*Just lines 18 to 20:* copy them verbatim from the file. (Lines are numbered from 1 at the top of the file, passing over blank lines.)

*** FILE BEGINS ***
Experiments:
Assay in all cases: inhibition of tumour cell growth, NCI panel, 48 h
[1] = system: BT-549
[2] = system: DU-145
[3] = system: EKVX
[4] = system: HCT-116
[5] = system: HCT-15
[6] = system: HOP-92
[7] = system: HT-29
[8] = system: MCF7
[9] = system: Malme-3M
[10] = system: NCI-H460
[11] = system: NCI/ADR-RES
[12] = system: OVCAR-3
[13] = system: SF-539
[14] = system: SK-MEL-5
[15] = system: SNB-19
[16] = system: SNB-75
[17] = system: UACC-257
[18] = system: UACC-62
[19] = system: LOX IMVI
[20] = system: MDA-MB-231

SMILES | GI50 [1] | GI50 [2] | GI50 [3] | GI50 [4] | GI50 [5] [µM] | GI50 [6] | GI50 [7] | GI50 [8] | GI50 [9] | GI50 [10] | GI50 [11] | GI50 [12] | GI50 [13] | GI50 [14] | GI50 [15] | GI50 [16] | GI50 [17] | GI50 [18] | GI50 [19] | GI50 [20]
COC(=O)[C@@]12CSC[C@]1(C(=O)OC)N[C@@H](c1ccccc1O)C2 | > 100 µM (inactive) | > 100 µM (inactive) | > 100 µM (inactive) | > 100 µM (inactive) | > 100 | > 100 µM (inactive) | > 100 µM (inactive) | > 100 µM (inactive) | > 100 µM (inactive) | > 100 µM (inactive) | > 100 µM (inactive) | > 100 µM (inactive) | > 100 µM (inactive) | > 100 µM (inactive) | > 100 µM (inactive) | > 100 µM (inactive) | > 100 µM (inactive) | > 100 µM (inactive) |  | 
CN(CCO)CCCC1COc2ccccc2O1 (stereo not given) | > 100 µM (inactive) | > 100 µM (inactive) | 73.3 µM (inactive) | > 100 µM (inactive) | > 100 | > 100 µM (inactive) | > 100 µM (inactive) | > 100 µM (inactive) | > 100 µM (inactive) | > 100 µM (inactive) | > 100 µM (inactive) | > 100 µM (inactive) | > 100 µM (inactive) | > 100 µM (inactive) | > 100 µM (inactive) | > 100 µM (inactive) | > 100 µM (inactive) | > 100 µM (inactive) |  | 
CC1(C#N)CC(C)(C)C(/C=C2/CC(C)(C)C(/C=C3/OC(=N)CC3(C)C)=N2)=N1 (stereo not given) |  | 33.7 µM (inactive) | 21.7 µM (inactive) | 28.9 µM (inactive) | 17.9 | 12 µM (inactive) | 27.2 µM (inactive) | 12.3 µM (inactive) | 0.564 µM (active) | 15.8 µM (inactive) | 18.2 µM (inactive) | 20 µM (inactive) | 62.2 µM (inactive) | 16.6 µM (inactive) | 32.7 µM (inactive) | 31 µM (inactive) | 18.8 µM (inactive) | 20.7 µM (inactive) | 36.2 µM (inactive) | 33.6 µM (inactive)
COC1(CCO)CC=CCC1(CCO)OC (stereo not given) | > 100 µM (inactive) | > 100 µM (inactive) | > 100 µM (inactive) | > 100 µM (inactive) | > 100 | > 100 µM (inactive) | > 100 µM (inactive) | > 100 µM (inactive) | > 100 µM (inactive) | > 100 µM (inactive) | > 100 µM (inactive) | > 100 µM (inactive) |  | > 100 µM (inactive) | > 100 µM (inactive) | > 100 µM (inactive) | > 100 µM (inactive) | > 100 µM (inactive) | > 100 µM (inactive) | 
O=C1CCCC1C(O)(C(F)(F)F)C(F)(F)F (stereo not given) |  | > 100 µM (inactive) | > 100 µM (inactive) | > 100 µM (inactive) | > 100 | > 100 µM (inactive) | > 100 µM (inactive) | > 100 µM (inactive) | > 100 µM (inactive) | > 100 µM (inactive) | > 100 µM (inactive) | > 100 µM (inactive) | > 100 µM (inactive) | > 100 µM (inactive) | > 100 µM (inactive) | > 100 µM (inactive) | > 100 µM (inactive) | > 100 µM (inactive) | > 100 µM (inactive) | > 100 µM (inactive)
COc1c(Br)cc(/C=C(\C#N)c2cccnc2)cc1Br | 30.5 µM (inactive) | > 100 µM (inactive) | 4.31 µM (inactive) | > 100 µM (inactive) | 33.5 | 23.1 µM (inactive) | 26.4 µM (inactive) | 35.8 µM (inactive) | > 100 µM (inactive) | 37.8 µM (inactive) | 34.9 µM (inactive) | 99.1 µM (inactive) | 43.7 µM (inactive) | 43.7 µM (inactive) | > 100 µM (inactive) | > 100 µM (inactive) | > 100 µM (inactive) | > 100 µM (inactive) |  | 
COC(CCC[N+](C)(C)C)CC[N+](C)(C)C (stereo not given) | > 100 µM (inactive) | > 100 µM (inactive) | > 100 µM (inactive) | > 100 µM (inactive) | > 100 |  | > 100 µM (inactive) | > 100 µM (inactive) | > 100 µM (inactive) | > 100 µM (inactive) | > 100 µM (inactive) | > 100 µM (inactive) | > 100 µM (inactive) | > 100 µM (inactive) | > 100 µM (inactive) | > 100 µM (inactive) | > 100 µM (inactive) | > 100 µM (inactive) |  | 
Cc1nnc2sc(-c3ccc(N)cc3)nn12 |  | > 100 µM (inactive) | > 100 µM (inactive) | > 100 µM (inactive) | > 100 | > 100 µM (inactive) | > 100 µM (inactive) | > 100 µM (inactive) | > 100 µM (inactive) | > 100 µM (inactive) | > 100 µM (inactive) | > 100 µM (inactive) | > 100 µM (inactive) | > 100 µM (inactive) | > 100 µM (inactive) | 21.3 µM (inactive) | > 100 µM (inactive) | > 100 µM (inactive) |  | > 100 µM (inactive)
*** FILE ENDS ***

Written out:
[16] = system: SNB-75
[17] = system: UACC-257
[18] = system: UACC-62